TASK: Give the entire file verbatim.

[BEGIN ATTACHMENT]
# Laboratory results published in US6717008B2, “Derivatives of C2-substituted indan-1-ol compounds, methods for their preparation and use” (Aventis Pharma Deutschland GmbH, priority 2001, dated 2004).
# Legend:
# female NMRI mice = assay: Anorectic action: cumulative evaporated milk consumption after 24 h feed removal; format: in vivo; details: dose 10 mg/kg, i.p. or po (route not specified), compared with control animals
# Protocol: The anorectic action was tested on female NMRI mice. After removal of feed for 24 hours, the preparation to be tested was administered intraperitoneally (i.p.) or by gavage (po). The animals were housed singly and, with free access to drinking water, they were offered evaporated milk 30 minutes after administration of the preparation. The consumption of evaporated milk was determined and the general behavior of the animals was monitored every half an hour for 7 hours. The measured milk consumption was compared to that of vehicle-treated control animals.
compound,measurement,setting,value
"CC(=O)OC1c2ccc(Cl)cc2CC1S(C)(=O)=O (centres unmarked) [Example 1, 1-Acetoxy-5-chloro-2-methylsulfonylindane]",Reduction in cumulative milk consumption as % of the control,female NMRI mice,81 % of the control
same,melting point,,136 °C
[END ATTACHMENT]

# Laboratory results published in US6717008B2, “Derivatives of C2-substituted indan-1-ol compounds, methods for their preparation and use” (Aventis Pharma Deutschland GmbH, priority 2001, dated 2004).
# Legend:
# female NMRI mice = assay: Anorectic action: cumulative evaporated milk consumption after 24 h feed removal; format: in vivo; details: dose 10 mg/kg, i.p. or po (route not specified), compared with control animals
# Protocol: The anorectic action was tested on female NMRI mice. After removal of feed for 24 hours, the preparation to be tested was administered intraperitoneally (i.p.) or by gavage (po). The animals were housed singly and, with free access to drinking water, they were offered evaporated milk 30 minutes after administration of the preparation. The consumption of evaporated milk was determined and the general behavior of the animals was monitored every half an hour for 7 hours. The measured milk consumption was compared to that of vehicle-treated control animals.
compound,measurement,setting,value
"CC(=O)OC1c2ccc(Cl)cc2CC1S(C)(=O)=O (centres unmarked) [Example 1, 1-Acetoxy-5-chloro-2-methylsulfonylindane]",Reduction in cumulative milk consumption as % of the control,female NMRI mice,81 % of the control
same,melting point,,136 °C